A.J. Brown playing in Major League Baseball? According to the Philadelphia Eagles star wideout, it almost happened this year.
Brown was selected in the 19th round of the 2016 MLB Draft as a center fielder by the San Diego Padres, and said he seriously contemplated becoming a two-sport athlete.
In January, Brown tweeted, "Sometimes I think about playing both sports again @Padres all I need is a workout. I still got," adding an emoji with sunglasses.
To many, this seemed like a joke or a passing thought, but Brown said it was a real possibility.
"I was dead serious," Brown told DelawareOnline.com. "[The Padres] had reached out to me. They were about to invite me to spring training. They were just waiting on an answer from me."
He explained that the Padres wanted his full dedication to be with baseball, so for now the MLB dream is put to the side.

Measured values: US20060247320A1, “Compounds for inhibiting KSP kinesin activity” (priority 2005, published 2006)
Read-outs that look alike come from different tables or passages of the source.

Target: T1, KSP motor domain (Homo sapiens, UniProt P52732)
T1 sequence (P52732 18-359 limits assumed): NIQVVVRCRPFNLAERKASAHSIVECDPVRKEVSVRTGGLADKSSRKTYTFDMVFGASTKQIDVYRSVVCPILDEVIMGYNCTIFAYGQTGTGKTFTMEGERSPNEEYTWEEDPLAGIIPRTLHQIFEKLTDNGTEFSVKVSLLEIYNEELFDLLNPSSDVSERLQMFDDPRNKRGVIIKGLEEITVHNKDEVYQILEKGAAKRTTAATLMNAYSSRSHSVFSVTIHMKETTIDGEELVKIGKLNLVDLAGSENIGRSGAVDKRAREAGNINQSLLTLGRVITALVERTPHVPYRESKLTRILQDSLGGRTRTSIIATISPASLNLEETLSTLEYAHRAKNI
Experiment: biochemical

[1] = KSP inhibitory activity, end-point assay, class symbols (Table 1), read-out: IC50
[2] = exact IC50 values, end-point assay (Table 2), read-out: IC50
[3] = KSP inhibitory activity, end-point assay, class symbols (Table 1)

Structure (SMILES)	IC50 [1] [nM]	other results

"They were telling me if I'm [still] going to play football, then I can't play baseball," Brown said. "I can't just play around with [baseball]. So it kind of killed my chances for the moment."
This does not mean he is done pursuing his chances in the sport. He says if he does play, he promises that he will do "better than Michael Jordan in baseball."
"Who knows? Maybe when I'm done playing football, I'll go play baseball," the 25-year-old said.
Brown switched his focus to football before college, saying "I just fell in love with football in high school. It was so much more fun scoring touchdowns. ... Once I started falling in love with football, baseball took a back seat, and I kind of just played to play."
He put his baseball career on the back burner, but he says the sport did help him in his football career.
"Playing baseball definitely helps me with hand-eye coordination," Brown said. "Tracking the ball over the shoulder. I think tracking the football is much easier than tracking a little small baseball. That helps me in the game I play today. The hand-eye coordination with my hands, looking the catch in."
The 2-0 Eagles are in Washington to face the 1-1 Commanders on Sept. 25.